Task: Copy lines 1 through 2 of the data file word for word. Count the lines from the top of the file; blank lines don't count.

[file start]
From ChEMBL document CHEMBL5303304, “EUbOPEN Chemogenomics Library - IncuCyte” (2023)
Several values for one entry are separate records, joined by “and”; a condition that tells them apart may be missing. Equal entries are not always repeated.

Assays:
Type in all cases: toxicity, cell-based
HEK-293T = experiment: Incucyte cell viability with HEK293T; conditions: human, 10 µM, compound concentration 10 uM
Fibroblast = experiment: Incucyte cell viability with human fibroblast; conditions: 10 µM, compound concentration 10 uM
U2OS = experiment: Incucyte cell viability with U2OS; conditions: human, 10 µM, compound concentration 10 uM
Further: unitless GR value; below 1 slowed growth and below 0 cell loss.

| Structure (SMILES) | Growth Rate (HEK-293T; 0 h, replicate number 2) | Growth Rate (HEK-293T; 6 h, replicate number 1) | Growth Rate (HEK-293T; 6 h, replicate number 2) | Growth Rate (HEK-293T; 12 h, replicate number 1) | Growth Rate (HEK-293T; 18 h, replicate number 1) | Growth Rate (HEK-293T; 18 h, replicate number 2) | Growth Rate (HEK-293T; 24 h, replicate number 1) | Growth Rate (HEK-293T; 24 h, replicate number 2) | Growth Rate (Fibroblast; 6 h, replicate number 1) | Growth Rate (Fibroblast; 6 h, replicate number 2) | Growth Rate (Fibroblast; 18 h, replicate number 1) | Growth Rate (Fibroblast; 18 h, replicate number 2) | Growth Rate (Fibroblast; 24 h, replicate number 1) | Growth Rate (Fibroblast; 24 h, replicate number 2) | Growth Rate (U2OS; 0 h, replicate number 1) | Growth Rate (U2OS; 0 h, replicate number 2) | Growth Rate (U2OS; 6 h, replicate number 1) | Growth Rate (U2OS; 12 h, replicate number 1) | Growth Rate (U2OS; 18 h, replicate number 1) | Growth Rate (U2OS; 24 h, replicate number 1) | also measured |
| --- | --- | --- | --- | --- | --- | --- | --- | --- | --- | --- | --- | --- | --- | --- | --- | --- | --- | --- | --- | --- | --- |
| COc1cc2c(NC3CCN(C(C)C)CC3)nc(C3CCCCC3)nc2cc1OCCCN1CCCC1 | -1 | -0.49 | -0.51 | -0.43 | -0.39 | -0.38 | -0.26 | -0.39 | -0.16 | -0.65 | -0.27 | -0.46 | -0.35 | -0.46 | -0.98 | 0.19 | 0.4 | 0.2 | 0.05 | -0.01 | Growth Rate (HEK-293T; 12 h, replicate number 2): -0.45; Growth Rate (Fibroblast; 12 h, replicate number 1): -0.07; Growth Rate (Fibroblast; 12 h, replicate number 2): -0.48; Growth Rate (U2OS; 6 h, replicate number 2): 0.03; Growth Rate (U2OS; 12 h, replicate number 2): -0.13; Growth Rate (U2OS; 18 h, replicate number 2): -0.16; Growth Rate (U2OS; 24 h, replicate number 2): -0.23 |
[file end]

From ChEMBL document CHEMBL5303304, “EUbOPEN Chemogenomics Library - IncuCyte” (2023)
Several values for one entry are separate records, joined by “and”; a condition that tells them apart may be missing. Equal entries are not always repeated.